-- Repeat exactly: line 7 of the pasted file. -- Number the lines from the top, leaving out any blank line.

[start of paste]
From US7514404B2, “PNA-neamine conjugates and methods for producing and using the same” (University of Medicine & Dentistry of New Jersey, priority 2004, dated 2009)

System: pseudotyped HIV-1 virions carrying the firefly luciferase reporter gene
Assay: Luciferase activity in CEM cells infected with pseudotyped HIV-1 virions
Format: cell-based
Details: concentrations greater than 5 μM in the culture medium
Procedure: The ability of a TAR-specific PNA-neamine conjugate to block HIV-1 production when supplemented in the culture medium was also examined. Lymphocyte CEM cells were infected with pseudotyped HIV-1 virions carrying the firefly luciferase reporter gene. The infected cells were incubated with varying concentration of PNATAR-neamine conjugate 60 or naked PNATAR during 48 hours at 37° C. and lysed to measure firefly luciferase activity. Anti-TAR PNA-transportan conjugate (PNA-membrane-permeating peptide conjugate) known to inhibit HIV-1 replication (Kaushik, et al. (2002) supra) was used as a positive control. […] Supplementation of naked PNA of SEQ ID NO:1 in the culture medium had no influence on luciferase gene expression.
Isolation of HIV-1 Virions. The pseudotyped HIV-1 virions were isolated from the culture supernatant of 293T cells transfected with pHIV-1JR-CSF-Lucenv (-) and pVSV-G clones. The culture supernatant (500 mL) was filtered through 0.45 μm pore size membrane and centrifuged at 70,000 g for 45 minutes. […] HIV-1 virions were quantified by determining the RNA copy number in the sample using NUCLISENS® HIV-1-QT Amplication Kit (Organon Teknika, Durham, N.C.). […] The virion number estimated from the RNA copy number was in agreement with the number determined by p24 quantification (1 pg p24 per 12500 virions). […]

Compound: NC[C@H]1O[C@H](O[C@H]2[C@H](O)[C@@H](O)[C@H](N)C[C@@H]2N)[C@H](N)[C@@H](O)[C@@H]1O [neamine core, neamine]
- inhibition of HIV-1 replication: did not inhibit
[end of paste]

Isolation of HIV-1 Virions. The pseudotyped HIV-1 virions were isolated from the culture supernatant of 293T cells transfected with pHIV-1JR-CSF-Lucenv (-) and pVSV-G clones. The culture supernatant (500 mL) was filtered through 0.45 μm pore size membrane and centrifuged at 70,000 g for 45 minutes. […] HIV-1 virions were quantified by determining the RNA copy number in the sample using NUCLISENS® HIV-1-QT Amplication Kit (Organon Teknika, Durham, N.C.). […] The virion number estimated from the RNA copy number was in agreement with the number determined by p24 quantification (1 pg p24 per 12500 virions). […]